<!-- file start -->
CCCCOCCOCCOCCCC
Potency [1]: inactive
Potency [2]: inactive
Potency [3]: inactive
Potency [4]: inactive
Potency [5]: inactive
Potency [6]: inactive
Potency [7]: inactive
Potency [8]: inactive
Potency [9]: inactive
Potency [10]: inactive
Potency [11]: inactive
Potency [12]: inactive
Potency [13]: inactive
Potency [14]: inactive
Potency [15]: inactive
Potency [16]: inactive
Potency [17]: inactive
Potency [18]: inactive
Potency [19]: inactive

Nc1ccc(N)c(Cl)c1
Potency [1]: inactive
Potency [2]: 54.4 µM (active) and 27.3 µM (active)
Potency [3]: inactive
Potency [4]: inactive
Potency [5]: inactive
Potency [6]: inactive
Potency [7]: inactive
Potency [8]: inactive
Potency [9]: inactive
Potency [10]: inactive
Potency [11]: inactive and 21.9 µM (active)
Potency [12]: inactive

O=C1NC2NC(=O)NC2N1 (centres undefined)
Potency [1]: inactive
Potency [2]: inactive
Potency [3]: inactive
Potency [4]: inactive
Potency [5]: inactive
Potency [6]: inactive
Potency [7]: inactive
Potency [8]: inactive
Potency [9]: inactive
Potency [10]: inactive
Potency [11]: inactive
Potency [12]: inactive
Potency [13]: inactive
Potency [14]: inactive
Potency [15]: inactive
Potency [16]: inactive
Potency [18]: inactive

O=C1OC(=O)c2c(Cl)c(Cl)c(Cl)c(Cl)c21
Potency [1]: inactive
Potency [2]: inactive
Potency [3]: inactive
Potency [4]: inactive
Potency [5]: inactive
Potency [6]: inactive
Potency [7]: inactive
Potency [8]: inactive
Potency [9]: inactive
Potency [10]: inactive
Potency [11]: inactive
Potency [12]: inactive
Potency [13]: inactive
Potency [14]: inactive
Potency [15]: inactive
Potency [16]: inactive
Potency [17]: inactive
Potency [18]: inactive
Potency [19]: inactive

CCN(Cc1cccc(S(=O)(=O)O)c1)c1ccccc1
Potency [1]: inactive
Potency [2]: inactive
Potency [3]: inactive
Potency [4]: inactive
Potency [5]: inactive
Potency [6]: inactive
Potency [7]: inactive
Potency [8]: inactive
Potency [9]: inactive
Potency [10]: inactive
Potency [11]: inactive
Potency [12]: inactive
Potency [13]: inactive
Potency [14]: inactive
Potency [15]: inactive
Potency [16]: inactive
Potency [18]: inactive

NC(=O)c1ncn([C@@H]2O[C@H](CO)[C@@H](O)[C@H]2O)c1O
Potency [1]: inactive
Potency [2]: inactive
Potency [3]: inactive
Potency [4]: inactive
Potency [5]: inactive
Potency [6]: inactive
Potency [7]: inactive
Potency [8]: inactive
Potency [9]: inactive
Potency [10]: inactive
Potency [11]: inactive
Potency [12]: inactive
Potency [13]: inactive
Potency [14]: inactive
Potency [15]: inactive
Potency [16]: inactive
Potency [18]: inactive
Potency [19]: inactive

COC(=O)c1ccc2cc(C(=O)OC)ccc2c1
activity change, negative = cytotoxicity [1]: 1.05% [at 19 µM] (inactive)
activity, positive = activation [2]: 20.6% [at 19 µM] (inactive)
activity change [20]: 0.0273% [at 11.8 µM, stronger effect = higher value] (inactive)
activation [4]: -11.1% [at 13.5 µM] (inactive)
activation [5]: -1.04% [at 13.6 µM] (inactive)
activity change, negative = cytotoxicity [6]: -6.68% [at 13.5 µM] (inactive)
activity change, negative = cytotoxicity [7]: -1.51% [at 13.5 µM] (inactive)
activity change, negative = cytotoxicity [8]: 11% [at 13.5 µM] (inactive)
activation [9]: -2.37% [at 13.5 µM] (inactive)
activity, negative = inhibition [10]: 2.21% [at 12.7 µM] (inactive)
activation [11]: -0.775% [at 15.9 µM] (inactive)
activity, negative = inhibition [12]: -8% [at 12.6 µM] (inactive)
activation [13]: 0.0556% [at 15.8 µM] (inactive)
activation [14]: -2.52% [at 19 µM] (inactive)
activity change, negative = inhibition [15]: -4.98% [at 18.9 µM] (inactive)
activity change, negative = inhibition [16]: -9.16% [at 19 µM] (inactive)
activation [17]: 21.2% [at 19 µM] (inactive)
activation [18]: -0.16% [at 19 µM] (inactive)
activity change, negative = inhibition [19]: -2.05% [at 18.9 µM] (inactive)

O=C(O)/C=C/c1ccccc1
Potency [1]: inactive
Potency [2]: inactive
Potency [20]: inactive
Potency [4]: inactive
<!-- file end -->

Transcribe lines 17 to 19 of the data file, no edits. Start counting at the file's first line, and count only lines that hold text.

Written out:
Potency [16]: inactive
Potency [17]: inactive
Potency [18]: inactive